By MICHAEL SHAPIRO, PhD
In my previous blog, I introduced the notion of clinical depression and (hopefully) differentiated this from “normal” sadness due to grief or loss. We then discussed the four-part nature of clinical depression (well, okay, there wasn’t actually much discussion. I did all the talking). Now, did you know that there are several kinds of clinical depression? As with other disorders, you can view depression as being on a spectrum, from mild to severe. The different types of depression can also be distinguished by other factors, such as the underlying cause, or the length of each depressive episode. For this blog, I’d like to confine my observations to the two most “popular” forms of depression; Major Depressive Disorder and Persistent Depressive Disorder.
Major Depressive Disorder (aka major depression) tends to receive the most attention in the popular media, at least partly because it has become less stigmatized and has claimed so many lives. It often comes from out of the blue (no pun intended), with no obvious reason or precipitant. It hits like a truck, overwhelming the person with feelings of sadness, hopelessness, and despair. Necessary for this diagnosis are what are known as “vegetative” symptoms, such as anergia (loss of energy and motivation) and anhedonia (loss of interest in things that used to be fun or pleasurable). Sleep is usually disrupted, such that the person sleeps too little (insomnia) or too much (hypersomnia). Also, there is typically weight gain (as a result of “eating for comfort”) or weight loss (from decreased appetite). In major depression, these symptoms become so severe that they ultimately interfere with one’s ability to take care of the normal day-to-day demands of life, such as going to work and keeping up with family responsibilities.
During a major depressive episode, a person will often feel useless and non-productive. This begins a domino effect of guilt, feelings of worthlessness, declining self-esteem… often culminating in the question, “If the rest of my life is going to be like this, why should I go on living?” Mental health professionals refer to this as a passive suicidal thought. If left unchecked, it may escalate to active suicidal intent, wherein the individual forms an actual plan as to how to take his or her own life. Whether suicidal thoughts are passive or active, they must never be ignored, underestimated, or written off as someone just trying to get attention. Emergency treatment should be sought for anyone who entertains thoughts of suicide, or shows any signs of self-harmful behavior.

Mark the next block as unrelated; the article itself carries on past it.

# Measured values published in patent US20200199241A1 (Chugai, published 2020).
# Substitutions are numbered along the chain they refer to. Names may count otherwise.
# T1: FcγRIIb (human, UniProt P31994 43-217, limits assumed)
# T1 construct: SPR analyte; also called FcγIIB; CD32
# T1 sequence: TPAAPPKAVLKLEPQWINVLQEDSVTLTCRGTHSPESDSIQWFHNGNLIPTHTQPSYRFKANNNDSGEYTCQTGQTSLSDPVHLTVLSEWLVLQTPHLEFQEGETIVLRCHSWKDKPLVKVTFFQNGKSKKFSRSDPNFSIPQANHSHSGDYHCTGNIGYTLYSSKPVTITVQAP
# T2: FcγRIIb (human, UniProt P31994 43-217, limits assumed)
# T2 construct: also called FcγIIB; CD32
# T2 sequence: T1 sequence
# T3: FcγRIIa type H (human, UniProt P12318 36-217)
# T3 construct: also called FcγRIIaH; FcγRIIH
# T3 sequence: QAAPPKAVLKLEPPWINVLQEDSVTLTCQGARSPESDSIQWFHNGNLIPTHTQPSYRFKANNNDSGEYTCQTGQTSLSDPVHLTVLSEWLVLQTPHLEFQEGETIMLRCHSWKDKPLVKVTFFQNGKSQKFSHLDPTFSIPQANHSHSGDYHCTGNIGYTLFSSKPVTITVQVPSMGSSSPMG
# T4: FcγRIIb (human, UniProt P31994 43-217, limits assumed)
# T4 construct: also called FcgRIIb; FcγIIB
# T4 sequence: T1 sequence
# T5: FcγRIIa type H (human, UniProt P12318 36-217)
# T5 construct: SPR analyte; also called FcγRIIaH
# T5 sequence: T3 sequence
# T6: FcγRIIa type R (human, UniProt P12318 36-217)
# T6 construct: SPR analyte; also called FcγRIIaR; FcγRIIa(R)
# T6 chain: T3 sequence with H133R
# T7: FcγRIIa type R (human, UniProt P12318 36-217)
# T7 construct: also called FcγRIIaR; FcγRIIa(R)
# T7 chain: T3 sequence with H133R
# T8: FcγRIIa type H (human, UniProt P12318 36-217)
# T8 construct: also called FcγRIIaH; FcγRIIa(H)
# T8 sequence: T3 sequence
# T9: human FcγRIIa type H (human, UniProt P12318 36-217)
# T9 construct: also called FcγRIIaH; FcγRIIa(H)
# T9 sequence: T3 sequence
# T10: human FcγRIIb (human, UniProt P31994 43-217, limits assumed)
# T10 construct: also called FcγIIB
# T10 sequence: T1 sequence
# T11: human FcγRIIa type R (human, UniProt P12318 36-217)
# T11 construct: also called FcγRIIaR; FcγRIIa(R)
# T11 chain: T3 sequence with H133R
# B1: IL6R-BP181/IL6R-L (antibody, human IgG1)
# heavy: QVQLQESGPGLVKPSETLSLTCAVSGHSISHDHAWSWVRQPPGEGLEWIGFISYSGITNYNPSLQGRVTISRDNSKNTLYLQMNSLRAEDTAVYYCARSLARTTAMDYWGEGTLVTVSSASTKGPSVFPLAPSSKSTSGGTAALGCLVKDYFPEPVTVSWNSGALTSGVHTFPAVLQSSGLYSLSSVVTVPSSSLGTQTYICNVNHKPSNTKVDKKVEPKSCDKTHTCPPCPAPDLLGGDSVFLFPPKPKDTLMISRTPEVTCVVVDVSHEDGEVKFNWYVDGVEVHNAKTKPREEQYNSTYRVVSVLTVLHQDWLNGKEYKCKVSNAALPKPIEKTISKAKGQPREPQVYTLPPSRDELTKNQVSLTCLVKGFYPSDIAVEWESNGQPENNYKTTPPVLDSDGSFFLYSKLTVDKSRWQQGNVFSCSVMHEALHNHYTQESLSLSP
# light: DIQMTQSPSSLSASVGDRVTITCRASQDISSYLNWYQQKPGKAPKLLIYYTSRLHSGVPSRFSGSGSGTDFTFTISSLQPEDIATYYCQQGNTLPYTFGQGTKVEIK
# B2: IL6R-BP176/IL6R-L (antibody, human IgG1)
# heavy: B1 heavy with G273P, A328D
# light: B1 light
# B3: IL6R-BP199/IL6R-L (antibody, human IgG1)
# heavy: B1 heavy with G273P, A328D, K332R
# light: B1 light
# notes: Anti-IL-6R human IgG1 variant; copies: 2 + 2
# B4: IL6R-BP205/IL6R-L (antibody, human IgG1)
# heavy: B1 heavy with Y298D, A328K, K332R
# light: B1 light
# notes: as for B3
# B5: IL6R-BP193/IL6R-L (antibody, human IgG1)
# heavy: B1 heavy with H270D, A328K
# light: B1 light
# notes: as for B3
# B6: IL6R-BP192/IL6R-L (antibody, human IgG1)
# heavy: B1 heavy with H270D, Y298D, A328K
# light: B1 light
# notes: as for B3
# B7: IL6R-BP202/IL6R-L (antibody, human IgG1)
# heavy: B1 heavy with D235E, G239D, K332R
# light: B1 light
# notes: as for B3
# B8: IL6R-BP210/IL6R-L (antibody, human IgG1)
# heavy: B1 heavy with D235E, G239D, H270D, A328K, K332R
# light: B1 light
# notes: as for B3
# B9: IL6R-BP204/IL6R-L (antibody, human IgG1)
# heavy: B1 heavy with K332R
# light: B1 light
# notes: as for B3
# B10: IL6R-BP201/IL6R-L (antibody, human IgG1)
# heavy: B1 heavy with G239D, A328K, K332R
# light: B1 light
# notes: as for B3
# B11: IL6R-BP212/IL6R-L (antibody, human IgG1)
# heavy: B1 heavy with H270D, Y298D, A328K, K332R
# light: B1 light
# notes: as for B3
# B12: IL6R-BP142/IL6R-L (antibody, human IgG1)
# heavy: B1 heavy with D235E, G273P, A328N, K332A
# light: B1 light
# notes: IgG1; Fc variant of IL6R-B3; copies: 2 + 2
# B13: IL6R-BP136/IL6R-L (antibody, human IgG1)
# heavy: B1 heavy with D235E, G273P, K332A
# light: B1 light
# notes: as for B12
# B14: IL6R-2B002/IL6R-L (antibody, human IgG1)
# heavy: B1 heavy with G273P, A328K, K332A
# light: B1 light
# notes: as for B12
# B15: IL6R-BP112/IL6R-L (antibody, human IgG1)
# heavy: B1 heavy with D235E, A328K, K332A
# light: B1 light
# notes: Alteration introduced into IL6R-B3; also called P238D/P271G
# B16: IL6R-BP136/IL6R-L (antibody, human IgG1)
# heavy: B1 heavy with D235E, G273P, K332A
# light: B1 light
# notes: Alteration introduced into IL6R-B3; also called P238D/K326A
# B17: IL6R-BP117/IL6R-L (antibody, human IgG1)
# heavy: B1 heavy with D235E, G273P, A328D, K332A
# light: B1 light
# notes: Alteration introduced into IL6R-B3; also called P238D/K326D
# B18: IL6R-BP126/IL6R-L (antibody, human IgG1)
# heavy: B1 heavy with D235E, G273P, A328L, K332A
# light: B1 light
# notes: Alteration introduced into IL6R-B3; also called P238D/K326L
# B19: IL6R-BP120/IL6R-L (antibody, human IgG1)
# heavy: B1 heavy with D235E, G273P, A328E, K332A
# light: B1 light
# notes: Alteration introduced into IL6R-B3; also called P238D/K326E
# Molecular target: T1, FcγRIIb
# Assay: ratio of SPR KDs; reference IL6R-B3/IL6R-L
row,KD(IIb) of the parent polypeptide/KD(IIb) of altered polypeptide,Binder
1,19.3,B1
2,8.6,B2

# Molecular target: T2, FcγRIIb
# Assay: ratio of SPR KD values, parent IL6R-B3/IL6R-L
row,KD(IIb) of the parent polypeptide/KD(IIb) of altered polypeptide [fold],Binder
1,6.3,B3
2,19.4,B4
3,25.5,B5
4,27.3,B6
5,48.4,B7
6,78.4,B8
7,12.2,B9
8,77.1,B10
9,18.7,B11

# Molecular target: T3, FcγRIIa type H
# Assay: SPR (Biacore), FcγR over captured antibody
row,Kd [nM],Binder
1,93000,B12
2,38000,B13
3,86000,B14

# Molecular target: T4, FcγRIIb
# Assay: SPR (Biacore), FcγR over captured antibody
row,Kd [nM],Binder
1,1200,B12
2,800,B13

A diagnosis of major depression is applicable when someone’s mood and demeanor is distinctly different from the way he or she was before the depressive episode. In contrast, Persistent Depressive Disorder (which is also known by the more intimidating name, dysthymia) is more chronic, less extreme, and often more difficult to recognize. This type of depression is less episodic than major depression. In fact, to have this diagnosis, the individual must have experienced depressed mood (more days than not) for at least two years!
Whereas dysthymia has been shown to be more prevalent in women than in men, my experience tells me that men with this disorder are much more likely to go undetected. Why? At the risk of over-generalizing, men tend to be less sensitive to their…um…what are those uncomfortable things called again? Oh, yeah. “Feelings.” As a species, they seem to be more apt to put their heads down, charge forward, and “soldier on,” even when they are sad and joyless.
Many of my older male patients with dysthymia apparently decided early on that it was just their lot in life to be unhappy. Interestingly, most of them did not show up in my office on their own accord; they were “urged” to seek help by their wives or other close family members, who had gotten tired of being married to Eeyore (don’t get that reference? Google it).
Interestingly, because dysthymia in an adult is more chronic than acute, it used to be thought of as a “personality problem” and actually went by the (now archaic) name, Depressive Personality. However, in children and teenagers, dysthymia usually appears in the form of irritability rather than outright depression. Has your child ever been irritable? Yeah, I thought so. If he or she has been that way (more days than not) for at least a year, you might think about dysthymia. You might also think about getting help for yourself…because, you know, you’ve been living with a grouchy child for a long time.